The use of AI to produce news content threatens to “drive a further wedge” between local news outlets and their readers, according to the boss of the Public Interest News Foundation.
Our investigation also raised questions about whether AI is being used to produce its copy after police failed to find any record of two incidents reported by the site.
Today in a first-person piece for HTFP, PINF executive director Jonathan Heawood, left, questions why the publishing industry is investing in AI and cites the Bournemouth Observer story as presenting a “dystopian” vision of the future.
This week, Hold the Front Page told the strange story of the Bournemouth Observer – an online newspaper produced by make-believe journalists. The title bills itself as an independent publication written by a crack team of reporters.
But, according to HTFP, none of these journalists has any online presence, their portraits are stock photos and their copy reads suspiciously like the output of ChatGPT. Surely, no-one could get away with using Artificial Intelligence to create local news… could they?
Local journalists have reacted with outrage to the story of the Bournemouth Observer, but the sad truth is that if so-called ‘local’ news is dominated by stories repackaged from national media and press releases, then how can we tell whether it’s produced by AI or human beings? And why should we care?
Chronic underinvestment in local news – whether through big media conglomerates buying and gutting local outlets or through the absence of any meaningful infrastructure for public interest journalism in the UK – will inevitably lead news publishers to cost-cutting measures that harm the British public and erode their trust in the fourth estate.
At the Public Interest News Foundation (PINF), we think things can and should be very different. Over the last year, we’ve been travelling around the UK, talking to local people – from Bangor, Bristol and Folkestone to Glasgow, Manchester and Newry – about what they want from local news.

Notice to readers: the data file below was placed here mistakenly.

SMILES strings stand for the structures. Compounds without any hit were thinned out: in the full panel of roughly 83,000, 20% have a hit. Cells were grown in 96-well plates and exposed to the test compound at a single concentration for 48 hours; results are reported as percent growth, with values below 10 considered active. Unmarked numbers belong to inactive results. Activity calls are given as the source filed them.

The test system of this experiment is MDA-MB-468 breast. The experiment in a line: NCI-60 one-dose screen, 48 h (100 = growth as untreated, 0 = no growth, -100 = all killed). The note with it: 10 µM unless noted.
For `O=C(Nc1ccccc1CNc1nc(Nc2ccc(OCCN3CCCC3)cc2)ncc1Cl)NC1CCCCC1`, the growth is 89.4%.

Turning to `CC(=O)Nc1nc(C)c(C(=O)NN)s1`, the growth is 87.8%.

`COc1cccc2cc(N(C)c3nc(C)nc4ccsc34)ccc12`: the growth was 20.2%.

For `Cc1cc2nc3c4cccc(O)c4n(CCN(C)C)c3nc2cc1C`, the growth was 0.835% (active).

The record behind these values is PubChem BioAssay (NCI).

Through our Local News Plans project (with the generous support of NewsNow), we’ve worked with each of these communities to set out their visions for local news.
Everywhere we go, we hear the same message: local news should be genuinely local. People want to see reporters on the ground. They want to feel that local journalists are on their side, that they live and work in the communities they serve. People don’t want sites with a ‘veneer’ of local news, as one participant complained of one leading regional title.
We know from our previous research that people are much more supportive of local news that’s locally produced than local news that’s produced outside the area. There’s a net positive trust rating of +27% for the former, and a net negative trust rating of -24% for the latter. People are also more willing to pay for this kind of truly local news.
So, why on earth are local news publishers investing in AI content, which only drives a further wedge between local news and the people it’s supposed to serve?
Of course, local publishers could use AI to cover routine stories or trawl big datasets, freeing up journalists’ time to dig deeper into the human angle. Eliz Mizon of the Bristol Cable has said that AI could help local journalists carry out important ‘institutional accountability and community cohesion’ roles.
That’s a positive vision of the future, where publishers use AI to reaffirm the central role of human beings in local news. Properly labelled – as recommended by the independent press regulator, IMPRESS – AI content could be a legitimate part of the local news mix.
The tale of the Bournemouth Observer suggests a dystopian alternative, where local news becomes a hot mess of automated content. After the investigation by HFTP, the journalists’ bios and pics were quietly removed from the site, and their bylines now simply say ‘finance news’, ‘motoring news’ and so on. It’s hard to know whether any human beings are actually involved in the creation of this content.
I don’t know what’s really going on with the Bournemouth Observer, but I do know that the news industry – and those of us who care about the future of local news – should be doing much more to show that this is not the path we want to take.
At PINF, we are calling on policymakers and philanthropists to invest in local news that is truly local, and which speaks to, for and with the communities it serves.
Through the News for All campaign, we want to make sure that truly local news providers get a priority share of revenue and data from the tech giants through the Digital Markets, Competition and Consumers bill and the newly established Digital Markets Unit. We will soon be expanding this campaign to include other recommendations to ensure a sustainable, human-centred, future for local news.
The threat of AI only serves to highlight the importance – and the fragility – of truly local journalism, made by humans for humans.
* Jonathan Heawood is executive director of the Public Interest News Foundation.